Collider Physics for Theory Students


This is another post on my “farewell tour” (which will last until I can properly say farewell). I thought it was important to write one more literature guide since my QFT and SUSY guides seemed reasonably popular.

For the first time since the deep inelastic experiments of the ’60s the high energy physics community is approaching an energy frontier where we can expect the unexpected. The hep-ph community is shifting back to focusing on experiment-driven interpretation of collider data as we approach the era of the LHC.

This is all very exciting, but thirty years of top-down model building has left the community somewhat ill-prepared to teach its graduate students how to connect with experiments. Consider, for example, the large number of SUSY books/reviews out there versus the number collider physics books/reviews. It’s even harder to find reviews targeted to theory students rather than our experimental colleagues.

As a side project, I’ve started typing up a set of collider-physics-for-theorists notes for the local hep-ph group. Along the way, I’ve found a few nice sets of references that I think would be useful for any beginning graduate student with an eye on the LHC.


As a properly-trained theory student, you probably have more than enough technical background to navigate the literature. The main adjustment is learning to speak the same language as experimentalists. Before you start, however, you should make sure that you have a solid understanding of quantum field theory, in particular perturbative QCD. You should be familiar with the parton model and deep inelastic scattering at the level of Peskin’s book, though more basic books like Halzen and Martin might be enough to get caught up in a pinch.

Canonical Resources

  • Prof. Han’s Collider Physics Review (hep-ph/0507097, updated version here). This has been the main review for phenomenologists for some time now. It hits all the right topics and is at the right level for hep-ph students. Start here and fill in the details as you need them.
  • Prof. Wittich’s TASI08 lecture, “colliders for theorists.” Unfortunately, the TASI08 audiovisual link appears to be broken at the moment, so you might have to wait for the proceedings to come out.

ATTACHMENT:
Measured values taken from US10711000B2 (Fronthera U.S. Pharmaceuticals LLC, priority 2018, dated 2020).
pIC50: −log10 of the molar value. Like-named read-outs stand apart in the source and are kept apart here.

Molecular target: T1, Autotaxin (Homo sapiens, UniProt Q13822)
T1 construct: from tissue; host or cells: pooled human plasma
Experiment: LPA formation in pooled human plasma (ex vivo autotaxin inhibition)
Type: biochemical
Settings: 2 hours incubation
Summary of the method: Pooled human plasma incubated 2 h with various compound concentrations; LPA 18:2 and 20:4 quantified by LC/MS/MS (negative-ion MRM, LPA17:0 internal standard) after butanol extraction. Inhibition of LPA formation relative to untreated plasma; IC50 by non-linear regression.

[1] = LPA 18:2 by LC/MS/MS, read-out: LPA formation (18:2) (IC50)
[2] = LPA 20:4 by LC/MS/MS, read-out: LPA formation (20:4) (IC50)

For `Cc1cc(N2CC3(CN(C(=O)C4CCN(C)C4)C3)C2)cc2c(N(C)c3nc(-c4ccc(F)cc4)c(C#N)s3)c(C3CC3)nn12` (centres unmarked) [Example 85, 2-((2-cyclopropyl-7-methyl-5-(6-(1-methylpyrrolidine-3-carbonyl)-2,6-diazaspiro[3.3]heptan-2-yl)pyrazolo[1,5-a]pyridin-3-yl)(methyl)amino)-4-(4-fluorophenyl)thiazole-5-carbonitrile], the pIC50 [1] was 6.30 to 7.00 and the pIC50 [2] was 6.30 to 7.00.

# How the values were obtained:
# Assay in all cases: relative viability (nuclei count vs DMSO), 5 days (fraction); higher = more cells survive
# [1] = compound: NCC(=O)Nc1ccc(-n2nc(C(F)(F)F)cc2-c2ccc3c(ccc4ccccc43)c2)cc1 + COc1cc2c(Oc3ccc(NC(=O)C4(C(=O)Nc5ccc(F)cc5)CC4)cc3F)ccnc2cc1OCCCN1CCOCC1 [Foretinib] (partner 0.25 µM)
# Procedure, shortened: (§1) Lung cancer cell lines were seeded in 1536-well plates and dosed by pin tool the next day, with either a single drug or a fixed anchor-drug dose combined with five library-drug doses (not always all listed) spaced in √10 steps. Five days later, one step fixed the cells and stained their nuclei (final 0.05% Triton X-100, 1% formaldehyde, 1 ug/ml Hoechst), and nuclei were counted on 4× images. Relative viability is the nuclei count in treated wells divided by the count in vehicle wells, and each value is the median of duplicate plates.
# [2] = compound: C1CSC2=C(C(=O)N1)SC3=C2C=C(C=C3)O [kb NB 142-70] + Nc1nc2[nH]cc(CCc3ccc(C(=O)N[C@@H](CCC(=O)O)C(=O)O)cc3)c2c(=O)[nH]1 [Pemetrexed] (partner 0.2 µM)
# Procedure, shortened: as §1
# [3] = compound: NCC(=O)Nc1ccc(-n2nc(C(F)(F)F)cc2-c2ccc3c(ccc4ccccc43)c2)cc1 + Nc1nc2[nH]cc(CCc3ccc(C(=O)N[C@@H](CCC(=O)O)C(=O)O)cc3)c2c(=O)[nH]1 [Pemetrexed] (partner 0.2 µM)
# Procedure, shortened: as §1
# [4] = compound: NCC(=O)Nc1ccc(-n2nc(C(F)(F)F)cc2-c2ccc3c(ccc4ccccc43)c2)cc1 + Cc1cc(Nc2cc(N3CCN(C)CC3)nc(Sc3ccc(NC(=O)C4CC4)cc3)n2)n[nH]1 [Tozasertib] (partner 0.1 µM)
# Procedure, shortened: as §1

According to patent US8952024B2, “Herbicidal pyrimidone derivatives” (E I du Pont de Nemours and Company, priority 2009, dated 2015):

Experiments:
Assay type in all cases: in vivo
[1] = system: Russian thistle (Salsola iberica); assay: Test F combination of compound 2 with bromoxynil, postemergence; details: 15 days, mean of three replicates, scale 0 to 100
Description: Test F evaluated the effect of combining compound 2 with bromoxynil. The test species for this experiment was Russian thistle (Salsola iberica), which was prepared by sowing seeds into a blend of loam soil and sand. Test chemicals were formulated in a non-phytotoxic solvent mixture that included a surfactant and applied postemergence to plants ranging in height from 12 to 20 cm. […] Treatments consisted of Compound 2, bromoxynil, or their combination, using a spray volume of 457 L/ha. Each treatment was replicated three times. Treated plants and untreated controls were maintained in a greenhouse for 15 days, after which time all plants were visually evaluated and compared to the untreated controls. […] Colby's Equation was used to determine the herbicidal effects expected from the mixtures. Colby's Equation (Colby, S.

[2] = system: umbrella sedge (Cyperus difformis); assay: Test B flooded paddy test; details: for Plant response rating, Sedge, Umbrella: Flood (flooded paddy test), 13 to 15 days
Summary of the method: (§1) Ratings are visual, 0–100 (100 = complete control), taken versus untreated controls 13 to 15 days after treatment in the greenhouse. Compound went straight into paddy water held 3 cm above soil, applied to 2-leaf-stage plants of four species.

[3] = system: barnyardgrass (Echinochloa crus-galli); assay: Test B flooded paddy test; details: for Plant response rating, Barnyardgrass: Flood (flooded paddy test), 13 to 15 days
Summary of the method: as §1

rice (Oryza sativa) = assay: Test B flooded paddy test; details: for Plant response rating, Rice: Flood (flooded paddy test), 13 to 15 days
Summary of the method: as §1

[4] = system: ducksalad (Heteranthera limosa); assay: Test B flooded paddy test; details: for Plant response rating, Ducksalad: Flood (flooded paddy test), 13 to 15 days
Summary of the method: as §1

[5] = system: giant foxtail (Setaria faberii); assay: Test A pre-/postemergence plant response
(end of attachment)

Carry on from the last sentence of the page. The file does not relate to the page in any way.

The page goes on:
• Prof. Arkani-Hamed’s PiTP “LHC Crash Course.” An excellent talk (with excellent recording quality) on why we’re excited about the LHC. A similar talk with awful recording quality can be found at the KITP.
  • Green, High Pt Physics at Hadron Colliders. We’ve set up a local journal club for hep-ph students who want to learn about collider physics and are roughly following a similar strategy as Green’s text (do not confuse it with his experimentalist-oriented Physics of Particle Detectors text). This text was recommended to me by a string theory-trained postdoc at the ICTP who has been getting his hands dirty with collider physics. It integrates event generators into the text, which I think is very important since some computational saavy is required to really do work in collider physics. Green uses CompHEP, though our local journal club uses MadGraph.

Background Reading

For some undergraduate-level background reading, I suggest the relevant chapters in the usual particle physics texts. The latest edition of Perkin’s Introduction to High Energy Physics has a nice chapter on colliders. One might also look at Halzen and Martin or Martin and Shaw for basic references on QCD and kinematics.

You should review rapidity in special relativity. Collider physicists use a quantity called pseudorapidity (which is the rapidity in the massless limit) which you should be comfortable working with. Other kinematic quantities which experimentalists use are things like transverse momentum/energy/mass. It’s worth spending an afternoon working through all of the definitions and learning how to play with these quantities.

Stepping it up to more technical presentations, I recommend the following textbooks:

  • Barger and Phillips, Collider Physics. It’s not immediately obvious that this book is useful since it doesn’t really have the flavor of a text that you can just read cover-to-cover with well-defined goals in each chapter. Rather the book is more helpful as a reference when considering particular processes. I found their presentation of W\rightarrow e\nu and deep inelastic scattering very nice, though you should be prepared to fill in a lot of the calculations as exercises throughout the text.